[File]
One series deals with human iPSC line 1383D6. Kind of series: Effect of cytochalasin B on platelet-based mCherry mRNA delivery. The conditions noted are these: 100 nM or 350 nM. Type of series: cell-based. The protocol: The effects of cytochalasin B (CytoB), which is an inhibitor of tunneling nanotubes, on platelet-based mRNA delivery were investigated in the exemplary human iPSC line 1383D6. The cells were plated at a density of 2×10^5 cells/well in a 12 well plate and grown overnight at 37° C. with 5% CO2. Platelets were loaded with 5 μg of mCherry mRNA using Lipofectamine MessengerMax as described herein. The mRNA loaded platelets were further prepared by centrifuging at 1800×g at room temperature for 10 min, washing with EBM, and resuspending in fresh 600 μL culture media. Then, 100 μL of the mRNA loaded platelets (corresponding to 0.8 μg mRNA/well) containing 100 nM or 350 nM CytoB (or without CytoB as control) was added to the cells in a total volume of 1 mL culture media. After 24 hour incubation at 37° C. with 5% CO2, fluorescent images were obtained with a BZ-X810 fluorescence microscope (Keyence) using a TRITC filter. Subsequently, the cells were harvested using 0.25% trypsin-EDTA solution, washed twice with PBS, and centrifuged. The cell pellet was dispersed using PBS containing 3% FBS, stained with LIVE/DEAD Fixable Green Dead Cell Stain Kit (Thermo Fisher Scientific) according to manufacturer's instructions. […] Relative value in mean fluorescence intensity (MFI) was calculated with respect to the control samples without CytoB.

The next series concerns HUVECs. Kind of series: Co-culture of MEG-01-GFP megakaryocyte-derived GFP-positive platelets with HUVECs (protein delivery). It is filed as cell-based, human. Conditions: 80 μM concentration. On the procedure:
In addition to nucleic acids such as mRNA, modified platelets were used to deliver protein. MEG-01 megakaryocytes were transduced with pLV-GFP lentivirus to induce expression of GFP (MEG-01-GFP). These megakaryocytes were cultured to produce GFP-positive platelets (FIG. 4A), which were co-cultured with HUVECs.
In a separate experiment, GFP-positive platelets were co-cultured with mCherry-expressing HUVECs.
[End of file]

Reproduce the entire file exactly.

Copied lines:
One series deals with human iPSC line 1383D6. Kind of series: Effect of cytochalasin B on platelet-based mCherry mRNA delivery. The conditions noted are these: 100 nM or 350 nM. Type of series: cell-based. The protocol: The effects of cytochalasin B (CytoB), which is an inhibitor of tunneling nanotubes, on platelet-based mRNA delivery were investigated in the exemplary human iPSC line 1383D6. The cells were plated at a density of 2×10^5 cells/well in a 12 well plate and grown overnight at 37° C. with 5% CO2. Platelets were loaded with 5 μg of mCherry mRNA using Lipofectamine MessengerMax as described herein. The mRNA loaded platelets were further prepared by centrifuging at 1800×g at room temperature for 10 min, washing with EBM, and resuspending in fresh 600 μL culture media. Then, 100 μL of the mRNA loaded platelets (corresponding to 0.8 μg mRNA/well) containing 100 nM or 350 nM CytoB (or without CytoB as control) was added to the cells in a total volume of 1 mL culture media. After 24 hour incubation at 37° C. with 5% CO2, fluorescent images were obtained with a BZ-X810 fluorescence microscope (Keyence) using a TRITC filter. Subsequently, the cells were harvested using 0.25% trypsin-EDTA solution, washed twice with PBS, and centrifuged. The cell pellet was dispersed using PBS containing 3% FBS, stained with LIVE/DEAD Fixable Green Dead Cell Stain Kit (Thermo Fisher Scientific) according to manufacturer's instructions. […] Relative value in mean fluorescence intensity (MFI) was calculated with respect to the control samples without CytoB.

The next series concerns HUVECs. Kind of series: Co-culture of MEG-01-GFP megakaryocyte-derived GFP-positive platelets with HUVECs (protein delivery). It is filed as cell-based, human. Conditions: 80 μM concentration. On the procedure:
In addition to nucleic acids such as mRNA, modified platelets were used to deliver protein. MEG-01 megakaryocytes were transduced with pLV-GFP lentivirus to induce expression of GFP (MEG-01-GFP). These megakaryocytes were cultured to produce GFP-positive platelets (FIG. 4A), which were co-cultured with HUVECs.
In a separate experiment, GFP-positive platelets were co-cultured with mCherry-expressing HUVECs.